Awesome Hareem! Inshallah, naya Pakistan with Imran.

Tasneem Atcha said...

Fabulous article!Your each n every words reflecting our emotions.Yes Imran Khan is a man of words.He lead us with pride in the field nw he is leading us to another heights of pride with one Nation in #NAYAPAKISTAN.

Tehmina said...

Well written as always though I have very serious reservations over the "skipper". I suspect he might be a narcissistic mullah but then there is no one else worth voting for either. I think that people voting for him, should not just stop there. Join the party and try to influence his stance on the taliban, minorities like the ahmedis and women.

Mudasar Malik said...

Awesome, and definitely made allot of people to rethink or change there point of view about Imran Khan. Imran Khan you may not be perfect (as nobody is) but you are thinking for Pakistan and people of Pakistan. ALLAH BLESS YOU ALWAYS.

Dr Nezha said...

Wow!!! Great article! It brought tears in my eyes Yes that is the spirit behind this election. That is my last hope for Pakistan and for my kids future in Pakistan. Yesterday i was crying in namaz asking Allah that pakistan can't be that unfortunate and we can't be loosing our last hope. This time things will change IA since we all are together in bringing this change. May Allah help us through this .Pakistan Zindabad !

Ghazal Sarmad said...

once when i watched him on tv and now reading your article i am crying and prayer as i never did before.. .
Bless you Hareem for these lines!
Naya Pakistan Inshallah..!!

Ahmed Hassan said...

For those indifferent to vote - this article will surely help you clear the clutter and resurrect your affinity with the only Pakistani idol.

MANSOOR ALI Khan said...

woowww T...if this doesn't move some of us..what else will.. brilliant young lady.. absolutely heart warming

wisha khan said...

long live Ik, long live hope...Pakistan Zindabaad!!!

Ummair Waheed said...

Wow, don't have the words. This captures so much! Beautifully written. Thank you.

Simti said...

Excellent piece of writing, am impressed. Awe inspiring and motivational yet being so simplistic. Am glad the skipper finally awakened the patriot in you. We have hope and that is what we have to go and vote for....Hope for Pakistan and a believe in creating and realizing the dream. JZK

Hareem Atif Khan said...

Thank you for the kind words. I only hope this inspires other sleeping schoolgirls of the Eighties to become first time voters. It will be hard to challenge the numbers in the feudal, rural areas...this is my small contribution to IK's campaign.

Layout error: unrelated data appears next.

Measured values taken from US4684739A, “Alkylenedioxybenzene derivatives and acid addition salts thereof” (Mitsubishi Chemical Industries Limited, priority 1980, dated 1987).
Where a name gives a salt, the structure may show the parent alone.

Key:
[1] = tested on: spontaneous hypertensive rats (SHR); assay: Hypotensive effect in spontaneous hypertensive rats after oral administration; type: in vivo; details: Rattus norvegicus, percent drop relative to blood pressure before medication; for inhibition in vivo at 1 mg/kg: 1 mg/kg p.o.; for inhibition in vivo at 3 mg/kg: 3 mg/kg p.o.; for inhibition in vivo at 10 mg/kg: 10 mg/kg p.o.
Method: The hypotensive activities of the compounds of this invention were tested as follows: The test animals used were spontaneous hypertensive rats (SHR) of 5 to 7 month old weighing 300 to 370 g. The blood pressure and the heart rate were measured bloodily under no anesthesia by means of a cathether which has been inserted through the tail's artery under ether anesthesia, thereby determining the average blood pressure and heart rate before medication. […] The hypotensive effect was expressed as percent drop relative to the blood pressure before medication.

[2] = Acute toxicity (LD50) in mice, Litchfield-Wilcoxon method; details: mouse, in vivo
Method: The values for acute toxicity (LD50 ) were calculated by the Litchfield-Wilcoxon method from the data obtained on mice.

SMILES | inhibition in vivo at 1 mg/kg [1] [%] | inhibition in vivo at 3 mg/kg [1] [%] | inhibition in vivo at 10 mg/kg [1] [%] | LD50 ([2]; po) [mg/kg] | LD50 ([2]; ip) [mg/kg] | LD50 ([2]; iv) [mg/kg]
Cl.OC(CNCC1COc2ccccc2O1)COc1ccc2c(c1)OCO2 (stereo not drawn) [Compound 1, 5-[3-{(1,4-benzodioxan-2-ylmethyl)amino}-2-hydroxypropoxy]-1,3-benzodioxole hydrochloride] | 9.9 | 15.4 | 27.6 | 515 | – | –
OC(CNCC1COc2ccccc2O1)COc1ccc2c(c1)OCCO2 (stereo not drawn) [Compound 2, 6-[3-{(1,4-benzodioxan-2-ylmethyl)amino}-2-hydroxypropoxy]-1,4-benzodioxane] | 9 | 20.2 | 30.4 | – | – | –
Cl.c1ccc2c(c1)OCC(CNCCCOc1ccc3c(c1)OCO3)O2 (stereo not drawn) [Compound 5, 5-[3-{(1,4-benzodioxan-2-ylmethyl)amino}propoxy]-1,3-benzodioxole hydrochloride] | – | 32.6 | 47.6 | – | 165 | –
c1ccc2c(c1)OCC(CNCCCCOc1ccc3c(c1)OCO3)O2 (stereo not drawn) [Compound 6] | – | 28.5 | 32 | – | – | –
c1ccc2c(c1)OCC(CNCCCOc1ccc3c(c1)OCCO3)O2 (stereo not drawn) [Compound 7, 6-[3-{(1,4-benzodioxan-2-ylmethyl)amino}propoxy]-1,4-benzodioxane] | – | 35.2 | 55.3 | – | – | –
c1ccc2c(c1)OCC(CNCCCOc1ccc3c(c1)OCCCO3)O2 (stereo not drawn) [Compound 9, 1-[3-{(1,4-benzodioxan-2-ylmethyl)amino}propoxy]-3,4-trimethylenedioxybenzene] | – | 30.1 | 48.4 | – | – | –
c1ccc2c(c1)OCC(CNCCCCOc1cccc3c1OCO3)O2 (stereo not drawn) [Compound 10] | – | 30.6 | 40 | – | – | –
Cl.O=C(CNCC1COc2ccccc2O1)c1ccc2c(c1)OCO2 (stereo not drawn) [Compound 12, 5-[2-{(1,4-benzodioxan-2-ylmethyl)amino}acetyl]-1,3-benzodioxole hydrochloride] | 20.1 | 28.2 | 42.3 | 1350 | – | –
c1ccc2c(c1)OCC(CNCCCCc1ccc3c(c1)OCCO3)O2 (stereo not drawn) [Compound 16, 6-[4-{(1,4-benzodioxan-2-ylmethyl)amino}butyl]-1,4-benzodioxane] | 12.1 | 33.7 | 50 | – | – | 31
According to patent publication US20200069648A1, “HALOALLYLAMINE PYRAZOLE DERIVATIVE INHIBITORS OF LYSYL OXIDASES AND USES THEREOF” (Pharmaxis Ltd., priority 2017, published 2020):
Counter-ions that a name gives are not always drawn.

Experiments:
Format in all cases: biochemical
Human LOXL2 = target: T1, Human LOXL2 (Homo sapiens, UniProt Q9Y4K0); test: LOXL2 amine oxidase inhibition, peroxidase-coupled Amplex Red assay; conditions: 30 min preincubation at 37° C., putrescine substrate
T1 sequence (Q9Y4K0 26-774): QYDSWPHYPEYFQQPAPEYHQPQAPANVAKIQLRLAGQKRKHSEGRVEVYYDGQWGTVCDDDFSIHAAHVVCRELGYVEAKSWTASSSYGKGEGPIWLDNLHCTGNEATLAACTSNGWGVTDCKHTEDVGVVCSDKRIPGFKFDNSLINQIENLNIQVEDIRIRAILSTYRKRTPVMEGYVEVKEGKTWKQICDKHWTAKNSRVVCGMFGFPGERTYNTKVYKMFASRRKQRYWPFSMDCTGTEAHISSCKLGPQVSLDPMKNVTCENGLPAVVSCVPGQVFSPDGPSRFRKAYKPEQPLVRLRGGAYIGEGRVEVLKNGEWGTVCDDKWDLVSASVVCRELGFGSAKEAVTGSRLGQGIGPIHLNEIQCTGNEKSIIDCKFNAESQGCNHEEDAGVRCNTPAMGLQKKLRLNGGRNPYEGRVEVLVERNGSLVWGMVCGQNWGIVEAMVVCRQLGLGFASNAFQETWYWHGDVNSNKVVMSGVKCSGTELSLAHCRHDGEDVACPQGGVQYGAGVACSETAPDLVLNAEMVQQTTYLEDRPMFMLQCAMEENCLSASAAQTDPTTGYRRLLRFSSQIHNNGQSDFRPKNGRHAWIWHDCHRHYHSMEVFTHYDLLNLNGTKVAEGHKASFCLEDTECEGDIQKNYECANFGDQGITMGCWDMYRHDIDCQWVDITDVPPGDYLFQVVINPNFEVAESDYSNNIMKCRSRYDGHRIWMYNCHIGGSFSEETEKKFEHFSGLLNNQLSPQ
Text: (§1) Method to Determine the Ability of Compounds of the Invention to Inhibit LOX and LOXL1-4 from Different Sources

Simti said...

Can only say hat's off.
heartening to see young people like you with so much insight.

Fatimah Agha said...

tears are flowing...we need you..make it happen..IK..lets all make it happen..lets make the unbeliveble happen..lets make the unprecedented happen..lets go out and win for a NAYA PAKISTAN!!!

Khalid Rahman said...

May I copy this excellent piece of prose appreciating Imran on Facebook?
I think it should be read by more and more people.

Hareem Atif Khan said...

Khalid, Please feel free to share with as many people as you can. There is a Twitter and Facebook tag under the article, please press both.

Ena said...

Beautifully written...exactly my feelings.i was never interested in politics n i know nothing about cricket.For the first time in my life i m feeling so excited and supporting a political party.I ' m so anxious for da results just da way it used to be when SSC or HSSC results were about to be announced..But dis time its soo unfortunate of me for i cant come to pak n cast my vote..,this breaks my heart:( My sincere request to all the youth dont sit back at home...Our elders have lived through their lives its v the younger generation who needs to get involved in retrieving our Pakistan...we must leave some good environment for our kids so dat they might recall us the way v recall our forefathers...My hearty prayers wid Imran Khan and his supporters and sincerly wosh those dat our against Imran Khan might get a turn over before 11th may inshallah.
Ameen

Fault line said...

I know, you are right, his popularity scans across at least 3 generations!

Waheed Bhatty said...

Beautifully written. Moves young and old souls alike.This is what we need, more people like you. keep it up. God bless you.

Junaid said...
This comment has been removed by the author.
Junaid said...

This is the best piece of writing i have read in a long time.

Simply marvelous.

Keep writing, we need more of these.

I am too far away from Pakistan and my heart is aching at what the corrupt politicians have done to these elections. Some polling stations reporting even 300% turnout in PML-N's favor.

Heartbreaking, and ignorant people are dancing on roads, just unaware of in what misery they have put the whole nation for another God knows how many long years...